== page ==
Competition, prices and quality of residential aged care in Australia

Melbourne Institute Working Paper No. 02/21

Date: January 2021

Author(s):

Ou Yang
Jongsay Yong
Yuting Zhang
Anthony Scott

Abstract

We quantify competition in Australia's residential aged care sector and study how competition is associated with quality of care and prices in the sector. Competition is defined three ways: the number of competitors within a 10 km radius of a facility; the distance (in km) to the third closest competing facility; and Herfindahl-Hirschman index based on market share of facilities within 10 km. We further examine whether quality and price differ by ownership types (government owned, for profit, and not for profit), after controlling for competition. We find that more competition is not associated with better quality or lower prices. Governmentowned facilities, in comparison to for-profit and not-for-profit facilities, are found to provide higher quality in some domains but not in others, yet tend to charge lower prices than other ownership types. The results indicate the possibility of market failures in aged care. Two key sources of market failures, the lack of public reporting of quality of care and price transparency, should be addressed as policy priorities before competition can work in residential aged care markets.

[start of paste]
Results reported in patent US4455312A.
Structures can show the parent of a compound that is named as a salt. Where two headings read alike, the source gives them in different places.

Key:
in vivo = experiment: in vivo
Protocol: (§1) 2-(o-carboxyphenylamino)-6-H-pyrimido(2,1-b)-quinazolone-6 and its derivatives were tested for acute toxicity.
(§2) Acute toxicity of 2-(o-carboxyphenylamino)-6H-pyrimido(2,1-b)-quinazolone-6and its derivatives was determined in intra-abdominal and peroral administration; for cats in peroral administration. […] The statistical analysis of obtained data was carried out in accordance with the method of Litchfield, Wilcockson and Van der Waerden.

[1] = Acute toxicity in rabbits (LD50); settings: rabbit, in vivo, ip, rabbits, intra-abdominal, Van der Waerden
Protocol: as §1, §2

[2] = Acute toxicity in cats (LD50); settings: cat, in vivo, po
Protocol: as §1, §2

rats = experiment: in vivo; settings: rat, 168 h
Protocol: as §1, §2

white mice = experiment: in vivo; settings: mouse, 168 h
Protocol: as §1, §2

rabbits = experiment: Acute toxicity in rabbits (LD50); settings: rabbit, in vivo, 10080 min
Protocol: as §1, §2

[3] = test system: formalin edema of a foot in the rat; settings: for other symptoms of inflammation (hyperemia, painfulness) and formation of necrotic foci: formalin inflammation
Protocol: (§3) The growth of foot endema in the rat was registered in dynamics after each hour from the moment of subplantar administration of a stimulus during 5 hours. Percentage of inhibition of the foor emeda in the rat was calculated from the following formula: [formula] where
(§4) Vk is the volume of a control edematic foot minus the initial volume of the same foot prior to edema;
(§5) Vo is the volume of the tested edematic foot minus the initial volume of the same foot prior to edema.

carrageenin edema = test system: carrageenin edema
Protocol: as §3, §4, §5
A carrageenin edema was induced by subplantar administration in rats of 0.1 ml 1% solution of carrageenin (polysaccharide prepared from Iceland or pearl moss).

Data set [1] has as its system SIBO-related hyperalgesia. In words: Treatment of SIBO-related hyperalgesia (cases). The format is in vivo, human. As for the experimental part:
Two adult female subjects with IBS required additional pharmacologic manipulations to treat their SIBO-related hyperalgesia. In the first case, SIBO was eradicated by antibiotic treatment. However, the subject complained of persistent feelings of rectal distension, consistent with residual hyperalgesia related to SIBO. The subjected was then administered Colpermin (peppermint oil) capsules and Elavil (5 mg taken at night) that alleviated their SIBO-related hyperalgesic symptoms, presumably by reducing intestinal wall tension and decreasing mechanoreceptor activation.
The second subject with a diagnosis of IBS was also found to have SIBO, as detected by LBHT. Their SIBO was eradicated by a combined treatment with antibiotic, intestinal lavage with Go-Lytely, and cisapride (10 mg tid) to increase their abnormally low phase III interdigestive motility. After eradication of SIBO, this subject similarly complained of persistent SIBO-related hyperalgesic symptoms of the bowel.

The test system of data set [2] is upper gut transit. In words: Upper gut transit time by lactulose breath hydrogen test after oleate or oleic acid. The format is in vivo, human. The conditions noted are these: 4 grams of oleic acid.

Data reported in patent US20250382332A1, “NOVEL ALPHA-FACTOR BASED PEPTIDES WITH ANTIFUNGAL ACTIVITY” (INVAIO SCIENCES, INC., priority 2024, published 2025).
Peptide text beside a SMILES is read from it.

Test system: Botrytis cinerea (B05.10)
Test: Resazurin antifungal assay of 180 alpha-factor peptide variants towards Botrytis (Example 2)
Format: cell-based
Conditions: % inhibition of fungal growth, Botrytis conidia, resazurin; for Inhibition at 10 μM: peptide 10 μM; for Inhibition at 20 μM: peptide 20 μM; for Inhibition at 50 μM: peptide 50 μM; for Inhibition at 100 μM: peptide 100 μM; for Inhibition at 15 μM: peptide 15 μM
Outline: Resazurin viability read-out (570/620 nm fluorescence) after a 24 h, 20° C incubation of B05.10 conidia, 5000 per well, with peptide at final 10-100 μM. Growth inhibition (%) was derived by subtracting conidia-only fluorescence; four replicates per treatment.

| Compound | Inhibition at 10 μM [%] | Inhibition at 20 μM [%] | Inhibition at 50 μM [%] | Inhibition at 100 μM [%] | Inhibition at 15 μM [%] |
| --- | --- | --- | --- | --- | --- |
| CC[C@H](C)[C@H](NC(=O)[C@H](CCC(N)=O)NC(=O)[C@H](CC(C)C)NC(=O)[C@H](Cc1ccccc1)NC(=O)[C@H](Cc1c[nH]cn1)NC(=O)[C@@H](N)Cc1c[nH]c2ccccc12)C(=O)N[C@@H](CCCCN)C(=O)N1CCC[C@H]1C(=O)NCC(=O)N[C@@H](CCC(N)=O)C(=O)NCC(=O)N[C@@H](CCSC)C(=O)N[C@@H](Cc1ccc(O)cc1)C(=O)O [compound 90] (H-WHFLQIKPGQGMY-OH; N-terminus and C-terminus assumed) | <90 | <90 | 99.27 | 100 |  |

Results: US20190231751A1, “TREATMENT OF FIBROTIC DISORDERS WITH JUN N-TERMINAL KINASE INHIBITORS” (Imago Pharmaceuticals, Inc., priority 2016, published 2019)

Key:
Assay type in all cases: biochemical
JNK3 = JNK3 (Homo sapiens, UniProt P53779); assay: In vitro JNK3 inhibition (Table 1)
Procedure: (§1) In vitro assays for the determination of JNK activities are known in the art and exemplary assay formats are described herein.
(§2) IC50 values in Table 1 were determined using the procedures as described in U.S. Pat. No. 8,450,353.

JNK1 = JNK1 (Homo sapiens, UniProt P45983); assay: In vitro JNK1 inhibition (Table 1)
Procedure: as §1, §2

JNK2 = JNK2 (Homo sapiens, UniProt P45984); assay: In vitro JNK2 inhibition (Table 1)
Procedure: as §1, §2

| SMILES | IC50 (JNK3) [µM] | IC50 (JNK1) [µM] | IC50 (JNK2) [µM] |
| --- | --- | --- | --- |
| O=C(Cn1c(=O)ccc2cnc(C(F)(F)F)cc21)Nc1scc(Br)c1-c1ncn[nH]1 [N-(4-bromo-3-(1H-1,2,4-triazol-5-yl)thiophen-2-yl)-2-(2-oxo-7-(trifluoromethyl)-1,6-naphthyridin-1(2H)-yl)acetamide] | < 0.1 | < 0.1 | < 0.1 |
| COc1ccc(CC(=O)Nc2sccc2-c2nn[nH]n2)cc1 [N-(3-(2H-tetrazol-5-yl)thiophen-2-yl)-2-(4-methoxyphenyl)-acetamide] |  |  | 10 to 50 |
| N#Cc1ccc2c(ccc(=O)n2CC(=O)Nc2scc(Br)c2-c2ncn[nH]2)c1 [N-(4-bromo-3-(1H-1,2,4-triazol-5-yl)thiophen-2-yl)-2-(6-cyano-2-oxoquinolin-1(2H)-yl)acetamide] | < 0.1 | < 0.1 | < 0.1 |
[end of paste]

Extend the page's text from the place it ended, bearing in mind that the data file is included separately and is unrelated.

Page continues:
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  • Nursing home competition
  • Aged care quality
  • Aged care prices
  • Australia.